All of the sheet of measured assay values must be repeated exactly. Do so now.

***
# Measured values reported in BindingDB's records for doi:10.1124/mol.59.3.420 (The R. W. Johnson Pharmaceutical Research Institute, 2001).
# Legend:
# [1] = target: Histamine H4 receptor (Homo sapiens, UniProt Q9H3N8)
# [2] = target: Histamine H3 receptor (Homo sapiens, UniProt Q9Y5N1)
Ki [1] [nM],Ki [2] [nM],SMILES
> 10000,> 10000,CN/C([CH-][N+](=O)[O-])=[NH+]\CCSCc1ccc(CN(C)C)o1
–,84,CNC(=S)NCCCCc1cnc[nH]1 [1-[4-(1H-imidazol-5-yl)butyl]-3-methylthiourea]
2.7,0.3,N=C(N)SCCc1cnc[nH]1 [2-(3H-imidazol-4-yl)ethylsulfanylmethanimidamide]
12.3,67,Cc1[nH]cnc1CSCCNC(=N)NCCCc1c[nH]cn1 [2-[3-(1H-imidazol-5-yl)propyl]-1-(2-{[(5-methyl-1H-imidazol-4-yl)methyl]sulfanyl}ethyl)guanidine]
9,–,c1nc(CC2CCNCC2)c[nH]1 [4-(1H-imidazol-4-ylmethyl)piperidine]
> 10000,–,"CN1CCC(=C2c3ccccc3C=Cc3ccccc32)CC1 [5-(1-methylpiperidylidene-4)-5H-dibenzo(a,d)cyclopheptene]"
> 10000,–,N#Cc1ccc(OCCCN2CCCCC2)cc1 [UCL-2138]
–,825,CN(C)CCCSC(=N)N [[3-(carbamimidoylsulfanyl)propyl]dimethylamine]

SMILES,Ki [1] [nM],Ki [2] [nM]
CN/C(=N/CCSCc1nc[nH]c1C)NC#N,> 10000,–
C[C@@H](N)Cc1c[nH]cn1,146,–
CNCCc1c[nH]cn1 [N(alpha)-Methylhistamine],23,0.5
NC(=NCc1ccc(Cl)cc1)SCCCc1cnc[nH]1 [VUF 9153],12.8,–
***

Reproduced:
# Measured values reported in BindingDB's records for doi:10.1124/mol.59.3.420 (The R. W. Johnson Pharmaceutical Research Institute, 2001).
# Legend:
# [1] = target: Histamine H4 receptor (Homo sapiens, UniProt Q9H3N8)
# [2] = target: Histamine H3 receptor (Homo sapiens, UniProt Q9Y5N1)
Ki [1] [nM],Ki [2] [nM],SMILES
> 10000,> 10000,CN/C([CH-][N+](=O)[O-])=[NH+]\CCSCc1ccc(CN(C)C)o1
–,84,CNC(=S)NCCCCc1cnc[nH]1 [1-[4-(1H-imidazol-5-yl)butyl]-3-methylthiourea]
2.7,0.3,N=C(N)SCCc1cnc[nH]1 [2-(3H-imidazol-4-yl)ethylsulfanylmethanimidamide]
12.3,67,Cc1[nH]cnc1CSCCNC(=N)NCCCc1c[nH]cn1 [2-[3-(1H-imidazol-5-yl)propyl]-1-(2-{[(5-methyl-1H-imidazol-4-yl)methyl]sulfanyl}ethyl)guanidine]
9,–,c1nc(CC2CCNCC2)c[nH]1 [4-(1H-imidazol-4-ylmethyl)piperidine]
> 10000,–,"CN1CCC(=C2c3ccccc3C=Cc3ccccc32)CC1 [5-(1-methylpiperidylidene-4)-5H-dibenzo(a,d)cyclopheptene]"
> 10000,–,N#Cc1ccc(OCCCN2CCCCC2)cc1 [UCL-2138]
–,825,CN(C)CCCSC(=N)N [[3-(carbamimidoylsulfanyl)propyl]dimethylamine]

SMILES,Ki [1] [nM],Ki [2] [nM]
CN/C(=N/CCSCc1nc[nH]c1C)NC#N,> 10000,–
C[C@@H](N)Cc1c[nH]cn1,146,–
CNCCc1c[nH]cn1 [N(alpha)-Methylhistamine],23,0.5
NC(=NCc1ccc(Cl)cc1)SCCCc1cnc[nH]1 [VUF 9153],12.8,–